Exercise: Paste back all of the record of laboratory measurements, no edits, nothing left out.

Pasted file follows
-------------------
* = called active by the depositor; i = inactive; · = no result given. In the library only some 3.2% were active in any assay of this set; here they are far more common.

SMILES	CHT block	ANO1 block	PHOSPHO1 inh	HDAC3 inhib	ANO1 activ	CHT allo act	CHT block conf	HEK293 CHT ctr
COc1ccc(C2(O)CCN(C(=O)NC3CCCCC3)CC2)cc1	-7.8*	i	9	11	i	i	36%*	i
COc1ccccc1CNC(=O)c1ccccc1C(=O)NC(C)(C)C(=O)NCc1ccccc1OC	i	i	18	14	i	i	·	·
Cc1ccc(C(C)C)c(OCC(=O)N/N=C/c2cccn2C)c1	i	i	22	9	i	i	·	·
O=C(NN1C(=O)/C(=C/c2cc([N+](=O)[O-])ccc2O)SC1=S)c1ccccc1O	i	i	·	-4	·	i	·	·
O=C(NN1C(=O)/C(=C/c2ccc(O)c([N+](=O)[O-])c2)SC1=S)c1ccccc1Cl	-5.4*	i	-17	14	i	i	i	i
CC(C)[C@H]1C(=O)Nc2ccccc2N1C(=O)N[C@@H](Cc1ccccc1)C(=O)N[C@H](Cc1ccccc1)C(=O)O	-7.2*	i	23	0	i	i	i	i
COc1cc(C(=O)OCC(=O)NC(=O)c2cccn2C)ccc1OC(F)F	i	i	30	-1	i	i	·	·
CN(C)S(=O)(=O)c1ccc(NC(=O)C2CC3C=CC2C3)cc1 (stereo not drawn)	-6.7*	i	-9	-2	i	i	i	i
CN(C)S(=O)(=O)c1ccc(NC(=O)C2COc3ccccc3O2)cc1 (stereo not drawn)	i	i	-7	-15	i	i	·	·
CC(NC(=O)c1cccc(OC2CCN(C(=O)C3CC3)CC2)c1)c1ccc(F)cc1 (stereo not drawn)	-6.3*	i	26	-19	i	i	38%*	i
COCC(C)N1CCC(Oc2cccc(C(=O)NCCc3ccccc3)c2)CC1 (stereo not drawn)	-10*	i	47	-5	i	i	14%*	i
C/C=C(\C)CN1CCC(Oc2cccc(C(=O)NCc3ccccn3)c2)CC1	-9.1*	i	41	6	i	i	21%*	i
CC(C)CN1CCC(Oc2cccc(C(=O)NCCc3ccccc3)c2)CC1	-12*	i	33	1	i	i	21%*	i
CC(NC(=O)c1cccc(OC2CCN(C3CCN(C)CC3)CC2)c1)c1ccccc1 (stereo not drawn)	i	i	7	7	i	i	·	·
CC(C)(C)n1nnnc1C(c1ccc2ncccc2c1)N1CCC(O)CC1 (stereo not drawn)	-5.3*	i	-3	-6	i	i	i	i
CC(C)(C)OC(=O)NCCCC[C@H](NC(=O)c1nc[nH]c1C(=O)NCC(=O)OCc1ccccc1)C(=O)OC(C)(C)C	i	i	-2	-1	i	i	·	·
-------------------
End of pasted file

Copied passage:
* = called active by the depositor; i = inactive; · = no result given. In the library only some 3.2% were active in any assay of this set; here they are far more common.

SMILES	CHT block	ANO1 block	PHOSPHO1 inh	HDAC3 inhib	ANO1 activ	CHT allo act	CHT block conf	HEK293 CHT ctr
COc1ccc(C2(O)CCN(C(=O)NC3CCCCC3)CC2)cc1	-7.8*	i	9	11	i	i	36%*	i
COc1ccccc1CNC(=O)c1ccccc1C(=O)NC(C)(C)C(=O)NCc1ccccc1OC	i	i	18	14	i	i	·	·
Cc1ccc(C(C)C)c(OCC(=O)N/N=C/c2cccn2C)c1	i	i	22	9	i	i	·	·
O=C(NN1C(=O)/C(=C/c2cc([N+](=O)[O-])ccc2O)SC1=S)c1ccccc1O	i	i	·	-4	·	i	·	·
O=C(NN1C(=O)/C(=C/c2ccc(O)c([N+](=O)[O-])c2)SC1=S)c1ccccc1Cl	-5.4*	i	-17	14	i	i	i	i
CC(C)[C@H]1C(=O)Nc2ccccc2N1C(=O)N[C@@H](Cc1ccccc1)C(=O)N[C@H](Cc1ccccc1)C(=O)O	-7.2*	i	23	0	i	i	i	i
COc1cc(C(=O)OCC(=O)NC(=O)c2cccn2C)ccc1OC(F)F	i	i	30	-1	i	i	·	·
CN(C)S(=O)(=O)c1ccc(NC(=O)C2CC3C=CC2C3)cc1 (stereo not drawn)	-6.7*	i	-9	-2	i	i	i	i
CN(C)S(=O)(=O)c1ccc(NC(=O)C2COc3ccccc3O2)cc1 (stereo not drawn)	i	i	-7	-15	i	i	·	·
CC(NC(=O)c1cccc(OC2CCN(C(=O)C3CC3)CC2)c1)c1ccc(F)cc1 (stereo not drawn)	-6.3*	i	26	-19	i	i	38%*	i
COCC(C)N1CCC(Oc2cccc(C(=O)NCCc3ccccc3)c2)CC1 (stereo not drawn)	-10*	i	47	-5	i	i	14%*	i
C/C=C(\C)CN1CCC(Oc2cccc(C(=O)NCc3ccccn3)c2)CC1	-9.1*	i	41	6	i	i	21%*	i
CC(C)CN1CCC(Oc2cccc(C(=O)NCCc3ccccc3)c2)CC1	-12*	i	33	1	i	i	21%*	i
CC(NC(=O)c1cccc(OC2CCN(C3CCN(C)CC3)CC2)c1)c1ccccc1 (stereo not drawn)	i	i	7	7	i	i	·	·
CC(C)(C)n1nnnc1C(c1ccc2ncccc2c1)N1CCC(O)CC1 (stereo not drawn)	-5.3*	i	-3	-6	i	i	i	i
CC(C)(C)OC(=O)NCCCC[C@H](NC(=O)c1nc[nH]c1C(=O)NCC(=O)OCc1ccccc1)C(=O)OC(C)(C)C	i	i	-2	-1	i	i	·	·